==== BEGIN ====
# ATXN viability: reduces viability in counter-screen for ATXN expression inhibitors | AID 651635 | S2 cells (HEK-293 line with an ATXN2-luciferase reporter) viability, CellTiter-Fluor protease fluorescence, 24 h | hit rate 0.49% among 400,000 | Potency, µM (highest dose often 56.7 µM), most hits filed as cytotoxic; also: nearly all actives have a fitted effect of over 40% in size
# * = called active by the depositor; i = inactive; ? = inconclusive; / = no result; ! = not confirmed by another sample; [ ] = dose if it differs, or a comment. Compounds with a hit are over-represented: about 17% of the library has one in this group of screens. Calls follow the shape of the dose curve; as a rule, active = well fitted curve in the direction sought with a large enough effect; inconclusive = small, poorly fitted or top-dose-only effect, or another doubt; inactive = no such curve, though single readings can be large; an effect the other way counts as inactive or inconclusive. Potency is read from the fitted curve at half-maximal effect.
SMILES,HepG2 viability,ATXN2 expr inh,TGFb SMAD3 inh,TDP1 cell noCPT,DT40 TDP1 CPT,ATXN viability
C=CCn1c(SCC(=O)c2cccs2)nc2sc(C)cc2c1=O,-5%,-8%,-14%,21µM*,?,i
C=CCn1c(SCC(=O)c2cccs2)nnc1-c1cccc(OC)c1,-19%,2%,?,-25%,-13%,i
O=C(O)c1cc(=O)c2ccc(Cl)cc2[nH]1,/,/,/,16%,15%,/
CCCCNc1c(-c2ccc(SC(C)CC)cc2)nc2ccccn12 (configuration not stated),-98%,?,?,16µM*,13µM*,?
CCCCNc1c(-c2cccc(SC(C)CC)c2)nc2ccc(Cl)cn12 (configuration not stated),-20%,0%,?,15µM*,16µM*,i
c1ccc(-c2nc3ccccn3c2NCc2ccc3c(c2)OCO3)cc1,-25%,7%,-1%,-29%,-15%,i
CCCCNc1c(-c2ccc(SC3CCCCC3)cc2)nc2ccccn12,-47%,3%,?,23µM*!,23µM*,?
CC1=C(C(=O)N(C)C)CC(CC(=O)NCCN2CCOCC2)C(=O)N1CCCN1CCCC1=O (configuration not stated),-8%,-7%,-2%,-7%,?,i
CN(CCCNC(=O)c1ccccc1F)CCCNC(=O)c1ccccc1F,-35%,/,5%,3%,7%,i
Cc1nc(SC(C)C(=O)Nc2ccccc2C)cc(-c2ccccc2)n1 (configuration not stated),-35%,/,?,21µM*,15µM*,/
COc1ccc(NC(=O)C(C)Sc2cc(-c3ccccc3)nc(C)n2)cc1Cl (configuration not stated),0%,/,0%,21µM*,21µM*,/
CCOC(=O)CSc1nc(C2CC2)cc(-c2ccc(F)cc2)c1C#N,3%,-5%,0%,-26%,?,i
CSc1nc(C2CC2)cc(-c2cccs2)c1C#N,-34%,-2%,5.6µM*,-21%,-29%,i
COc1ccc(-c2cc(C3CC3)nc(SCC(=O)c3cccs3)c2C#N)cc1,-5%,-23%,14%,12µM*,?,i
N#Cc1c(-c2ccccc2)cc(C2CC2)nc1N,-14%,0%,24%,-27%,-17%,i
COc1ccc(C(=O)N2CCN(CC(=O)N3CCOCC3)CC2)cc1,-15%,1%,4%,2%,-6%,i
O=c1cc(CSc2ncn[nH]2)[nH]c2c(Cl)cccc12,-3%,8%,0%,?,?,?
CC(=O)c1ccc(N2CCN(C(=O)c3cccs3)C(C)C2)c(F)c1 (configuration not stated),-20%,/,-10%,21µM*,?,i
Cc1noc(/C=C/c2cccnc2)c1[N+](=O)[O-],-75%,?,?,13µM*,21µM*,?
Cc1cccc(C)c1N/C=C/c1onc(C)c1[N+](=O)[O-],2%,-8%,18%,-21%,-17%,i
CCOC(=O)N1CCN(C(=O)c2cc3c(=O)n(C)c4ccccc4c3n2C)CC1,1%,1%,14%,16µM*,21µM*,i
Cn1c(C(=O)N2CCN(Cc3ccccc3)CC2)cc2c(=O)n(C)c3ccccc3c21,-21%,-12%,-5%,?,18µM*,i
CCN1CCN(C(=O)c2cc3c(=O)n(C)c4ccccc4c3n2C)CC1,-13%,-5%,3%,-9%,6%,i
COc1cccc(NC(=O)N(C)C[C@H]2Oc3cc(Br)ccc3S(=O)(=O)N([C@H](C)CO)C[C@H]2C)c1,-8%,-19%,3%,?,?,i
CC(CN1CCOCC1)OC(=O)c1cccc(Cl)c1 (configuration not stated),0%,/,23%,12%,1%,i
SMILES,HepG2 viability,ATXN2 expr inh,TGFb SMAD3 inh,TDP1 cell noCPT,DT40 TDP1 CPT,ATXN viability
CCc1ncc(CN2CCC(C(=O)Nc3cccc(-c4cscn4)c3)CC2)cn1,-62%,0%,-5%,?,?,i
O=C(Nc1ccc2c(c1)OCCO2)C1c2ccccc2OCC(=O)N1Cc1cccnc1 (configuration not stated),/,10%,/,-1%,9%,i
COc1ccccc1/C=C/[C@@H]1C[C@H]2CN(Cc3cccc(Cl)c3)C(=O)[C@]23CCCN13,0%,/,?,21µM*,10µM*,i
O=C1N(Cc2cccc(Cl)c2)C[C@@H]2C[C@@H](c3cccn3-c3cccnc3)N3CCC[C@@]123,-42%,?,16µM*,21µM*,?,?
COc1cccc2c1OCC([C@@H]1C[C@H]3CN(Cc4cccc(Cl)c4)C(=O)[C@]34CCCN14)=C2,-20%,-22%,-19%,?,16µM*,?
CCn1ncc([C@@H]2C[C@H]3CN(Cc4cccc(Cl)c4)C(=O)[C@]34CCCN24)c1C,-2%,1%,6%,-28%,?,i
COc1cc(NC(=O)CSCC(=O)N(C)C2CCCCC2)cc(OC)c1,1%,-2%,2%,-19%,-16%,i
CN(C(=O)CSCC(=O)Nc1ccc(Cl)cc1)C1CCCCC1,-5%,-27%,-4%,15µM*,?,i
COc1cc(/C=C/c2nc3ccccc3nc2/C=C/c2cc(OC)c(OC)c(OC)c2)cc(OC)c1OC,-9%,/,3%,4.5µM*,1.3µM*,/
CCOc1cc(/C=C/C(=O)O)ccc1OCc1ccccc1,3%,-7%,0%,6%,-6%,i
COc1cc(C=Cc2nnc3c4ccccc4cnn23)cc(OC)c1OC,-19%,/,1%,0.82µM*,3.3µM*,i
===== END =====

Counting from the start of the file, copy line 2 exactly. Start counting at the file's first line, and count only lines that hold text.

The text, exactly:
# * = called active by the depositor; i = inactive; ? = inconclusive; / = no result; ! = not confirmed by another sample; [ ] = dose if it differs, or a comment. Compounds with a hit are over-represented: about 17% of the library has one in this group of screens. Calls follow the shape of the dose curve; as a rule, active = well fitted curve in the direction sought with a large enough effect; inconclusive = small, poorly fitted or top-dose-only effect, or another doubt; inactive = no such curve, though single readings can be large; an effect the other way counts as inactive or inconclusive. Potency is read from the fitted curve at half-maximal effect.